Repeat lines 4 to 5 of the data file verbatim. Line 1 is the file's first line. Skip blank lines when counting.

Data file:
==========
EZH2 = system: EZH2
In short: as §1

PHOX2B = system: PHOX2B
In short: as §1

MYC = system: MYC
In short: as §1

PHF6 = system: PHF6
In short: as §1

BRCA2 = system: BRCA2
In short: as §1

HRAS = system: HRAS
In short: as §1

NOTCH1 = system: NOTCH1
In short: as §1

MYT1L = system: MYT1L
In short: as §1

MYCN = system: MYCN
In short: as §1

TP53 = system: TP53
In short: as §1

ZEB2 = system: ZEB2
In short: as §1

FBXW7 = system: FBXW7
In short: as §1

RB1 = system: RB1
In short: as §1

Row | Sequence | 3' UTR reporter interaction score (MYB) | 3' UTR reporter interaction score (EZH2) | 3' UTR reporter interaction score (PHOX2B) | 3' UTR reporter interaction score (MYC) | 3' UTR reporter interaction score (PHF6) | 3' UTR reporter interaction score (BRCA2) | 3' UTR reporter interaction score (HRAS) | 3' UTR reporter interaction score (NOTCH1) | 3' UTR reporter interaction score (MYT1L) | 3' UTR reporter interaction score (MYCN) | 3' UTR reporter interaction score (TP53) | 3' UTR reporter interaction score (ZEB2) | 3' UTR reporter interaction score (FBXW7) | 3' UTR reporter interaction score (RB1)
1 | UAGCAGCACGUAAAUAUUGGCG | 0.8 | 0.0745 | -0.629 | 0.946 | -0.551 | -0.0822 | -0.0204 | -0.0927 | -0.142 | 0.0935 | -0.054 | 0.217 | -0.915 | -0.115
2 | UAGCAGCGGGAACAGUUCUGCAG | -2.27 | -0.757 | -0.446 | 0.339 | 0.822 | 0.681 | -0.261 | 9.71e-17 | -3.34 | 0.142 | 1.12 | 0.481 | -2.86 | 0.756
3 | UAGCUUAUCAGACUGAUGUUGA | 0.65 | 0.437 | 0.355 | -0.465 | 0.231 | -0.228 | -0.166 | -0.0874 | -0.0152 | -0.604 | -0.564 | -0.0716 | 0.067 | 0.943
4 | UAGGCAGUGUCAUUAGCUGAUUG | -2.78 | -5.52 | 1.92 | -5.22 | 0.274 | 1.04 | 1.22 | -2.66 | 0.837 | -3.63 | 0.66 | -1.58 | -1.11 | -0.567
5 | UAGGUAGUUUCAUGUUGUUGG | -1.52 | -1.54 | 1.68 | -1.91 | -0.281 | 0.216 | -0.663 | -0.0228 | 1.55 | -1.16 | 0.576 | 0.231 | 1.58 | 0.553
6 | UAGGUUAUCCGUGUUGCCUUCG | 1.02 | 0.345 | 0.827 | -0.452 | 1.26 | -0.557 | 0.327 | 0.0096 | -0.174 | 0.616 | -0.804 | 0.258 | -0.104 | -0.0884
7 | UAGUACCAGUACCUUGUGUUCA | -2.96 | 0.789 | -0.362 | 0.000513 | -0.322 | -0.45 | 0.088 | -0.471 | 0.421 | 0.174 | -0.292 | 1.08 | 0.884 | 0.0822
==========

In short: as §1

MYC = system: MYC